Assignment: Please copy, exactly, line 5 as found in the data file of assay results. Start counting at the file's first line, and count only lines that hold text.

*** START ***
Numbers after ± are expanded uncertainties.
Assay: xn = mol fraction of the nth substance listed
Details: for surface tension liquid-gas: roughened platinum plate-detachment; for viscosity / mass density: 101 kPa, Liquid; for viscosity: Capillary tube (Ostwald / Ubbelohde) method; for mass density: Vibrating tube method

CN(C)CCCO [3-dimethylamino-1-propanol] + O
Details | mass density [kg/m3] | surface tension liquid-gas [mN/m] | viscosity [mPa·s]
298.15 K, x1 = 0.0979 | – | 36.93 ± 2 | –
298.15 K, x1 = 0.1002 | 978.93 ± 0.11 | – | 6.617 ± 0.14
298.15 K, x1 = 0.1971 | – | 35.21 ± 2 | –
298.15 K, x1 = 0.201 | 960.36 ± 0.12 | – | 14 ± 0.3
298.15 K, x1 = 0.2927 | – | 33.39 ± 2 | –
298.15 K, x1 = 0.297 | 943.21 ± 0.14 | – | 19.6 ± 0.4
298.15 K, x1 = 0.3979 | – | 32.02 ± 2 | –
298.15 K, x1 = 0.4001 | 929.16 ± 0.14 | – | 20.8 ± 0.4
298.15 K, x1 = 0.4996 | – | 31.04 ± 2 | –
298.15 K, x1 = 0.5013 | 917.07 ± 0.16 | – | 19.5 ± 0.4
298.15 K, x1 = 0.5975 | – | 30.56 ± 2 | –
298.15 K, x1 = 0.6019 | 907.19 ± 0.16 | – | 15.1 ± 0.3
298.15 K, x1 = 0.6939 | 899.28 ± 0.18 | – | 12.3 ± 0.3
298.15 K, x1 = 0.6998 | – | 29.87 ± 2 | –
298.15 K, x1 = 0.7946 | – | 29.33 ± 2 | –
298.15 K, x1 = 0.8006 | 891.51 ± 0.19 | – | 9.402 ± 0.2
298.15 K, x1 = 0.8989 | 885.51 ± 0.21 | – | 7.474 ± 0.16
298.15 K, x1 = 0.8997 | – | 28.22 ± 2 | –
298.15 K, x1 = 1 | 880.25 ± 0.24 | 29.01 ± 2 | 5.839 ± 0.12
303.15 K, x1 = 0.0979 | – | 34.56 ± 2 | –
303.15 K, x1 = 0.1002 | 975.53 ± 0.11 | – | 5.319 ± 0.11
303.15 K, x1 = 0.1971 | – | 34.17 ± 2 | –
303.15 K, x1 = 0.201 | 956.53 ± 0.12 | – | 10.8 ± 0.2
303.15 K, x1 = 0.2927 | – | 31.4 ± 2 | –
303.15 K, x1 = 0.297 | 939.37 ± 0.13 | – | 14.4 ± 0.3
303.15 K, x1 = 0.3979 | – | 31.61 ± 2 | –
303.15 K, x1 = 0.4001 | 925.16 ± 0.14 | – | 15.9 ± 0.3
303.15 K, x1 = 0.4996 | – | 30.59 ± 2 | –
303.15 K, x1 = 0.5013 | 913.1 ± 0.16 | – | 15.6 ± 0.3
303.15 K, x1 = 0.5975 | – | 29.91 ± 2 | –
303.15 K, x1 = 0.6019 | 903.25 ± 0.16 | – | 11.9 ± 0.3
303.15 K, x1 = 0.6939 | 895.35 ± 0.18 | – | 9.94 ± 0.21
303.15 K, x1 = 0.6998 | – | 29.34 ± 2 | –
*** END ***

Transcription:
Details | mass density [kg/m3] | surface tension liquid-gas [mN/m] | viscosity [mPa·s]